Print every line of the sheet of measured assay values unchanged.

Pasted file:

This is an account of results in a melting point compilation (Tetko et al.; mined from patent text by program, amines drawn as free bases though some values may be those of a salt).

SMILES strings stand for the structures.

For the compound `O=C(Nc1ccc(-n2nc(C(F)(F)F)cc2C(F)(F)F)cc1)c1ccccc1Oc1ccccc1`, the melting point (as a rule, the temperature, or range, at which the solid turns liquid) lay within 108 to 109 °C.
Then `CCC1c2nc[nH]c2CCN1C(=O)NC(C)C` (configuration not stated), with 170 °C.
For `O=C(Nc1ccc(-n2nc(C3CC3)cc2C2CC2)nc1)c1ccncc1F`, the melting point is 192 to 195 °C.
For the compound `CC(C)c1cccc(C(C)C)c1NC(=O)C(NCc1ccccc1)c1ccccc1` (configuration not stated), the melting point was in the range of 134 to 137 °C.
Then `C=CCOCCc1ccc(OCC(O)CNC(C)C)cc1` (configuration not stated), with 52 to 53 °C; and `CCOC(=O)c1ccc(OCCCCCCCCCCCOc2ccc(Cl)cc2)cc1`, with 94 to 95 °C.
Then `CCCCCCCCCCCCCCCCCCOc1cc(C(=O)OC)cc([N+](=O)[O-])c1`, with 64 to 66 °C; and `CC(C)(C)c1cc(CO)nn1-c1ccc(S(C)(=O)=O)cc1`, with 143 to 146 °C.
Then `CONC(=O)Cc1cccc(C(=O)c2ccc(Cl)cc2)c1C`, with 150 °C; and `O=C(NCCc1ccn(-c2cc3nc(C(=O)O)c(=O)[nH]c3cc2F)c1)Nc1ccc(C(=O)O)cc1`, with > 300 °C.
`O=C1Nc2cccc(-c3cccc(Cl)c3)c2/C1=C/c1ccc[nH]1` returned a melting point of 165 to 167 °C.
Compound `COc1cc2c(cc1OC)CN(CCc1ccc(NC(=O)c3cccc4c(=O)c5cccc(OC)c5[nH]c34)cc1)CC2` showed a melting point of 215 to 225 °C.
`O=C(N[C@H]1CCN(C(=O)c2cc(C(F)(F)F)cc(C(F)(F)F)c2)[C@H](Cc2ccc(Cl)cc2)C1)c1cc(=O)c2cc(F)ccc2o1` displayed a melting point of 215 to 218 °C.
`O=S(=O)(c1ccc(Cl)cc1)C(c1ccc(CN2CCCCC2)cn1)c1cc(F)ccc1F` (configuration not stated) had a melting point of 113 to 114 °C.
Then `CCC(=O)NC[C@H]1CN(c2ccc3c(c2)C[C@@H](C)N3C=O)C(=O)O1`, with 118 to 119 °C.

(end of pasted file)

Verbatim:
This is an account of results in a melting point compilation (Tetko et al.; mined from patent text by program, amines drawn as free bases though some values may be those of a salt).

SMILES strings stand for the structures.

For the compound `O=C(Nc1ccc(-n2nc(C(F)(F)F)cc2C(F)(F)F)cc1)c1ccccc1Oc1ccccc1`, the melting point (as a rule, the temperature, or range, at which the solid turns liquid) lay within 108 to 109 °C.
Then `CCC1c2nc[nH]c2CCN1C(=O)NC(C)C` (configuration not stated), with 170 °C.
For `O=C(Nc1ccc(-n2nc(C3CC3)cc2C2CC2)nc1)c1ccncc1F`, the melting point is 192 to 195 °C.
For the compound `CC(C)c1cccc(C(C)C)c1NC(=O)C(NCc1ccccc1)c1ccccc1` (configuration not stated), the melting point was in the range of 134 to 137 °C.
Then `C=CCOCCc1ccc(OCC(O)CNC(C)C)cc1` (configuration not stated), with 52 to 53 °C; and `CCOC(=O)c1ccc(OCCCCCCCCCCCOc2ccc(Cl)cc2)cc1`, with 94 to 95 °C.
Then `CCCCCCCCCCCCCCCCCCOc1cc(C(=O)OC)cc([N+](=O)[O-])c1`, with 64 to 66 °C; and `CC(C)(C)c1cc(CO)nn1-c1ccc(S(C)(=O)=O)cc1`, with 143 to 146 °C.
Then `CONC(=O)Cc1cccc(C(=O)c2ccc(Cl)cc2)c1C`, with 150 °C; and `O=C(NCCc1ccn(-c2cc3nc(C(=O)O)c(=O)[nH]c3cc2F)c1)Nc1ccc(C(=O)O)cc1`, with > 300 °C.
`O=C1Nc2cccc(-c3cccc(Cl)c3)c2/C1=C/c1ccc[nH]1` returned a melting point of 165 to 167 °C.
Compound `COc1cc2c(cc1OC)CN(CCc1ccc(NC(=O)c3cccc4c(=O)c5cccc(OC)c5[nH]c34)cc1)CC2` showed a melting point of 215 to 225 °C.
`O=C(N[C@H]1CCN(C(=O)c2cc(C(F)(F)F)cc(C(F)(F)F)c2)[C@H](Cc2ccc(Cl)cc2)C1)c1cc(=O)c2cc(F)ccc2o1` displayed a melting point of 215 to 218 °C.
`O=S(=O)(c1ccc(Cl)cc1)C(c1ccc(CN2CCCCC2)cn1)c1cc(F)ccc1F` (configuration not stated) had a melting point of 113 to 114 °C.
Then `CCC(=O)NC[C@H]1CN(c2ccc3c(c2)C[C@@H](C)N3C=O)C(=O)O1`, with 118 to 119 °C.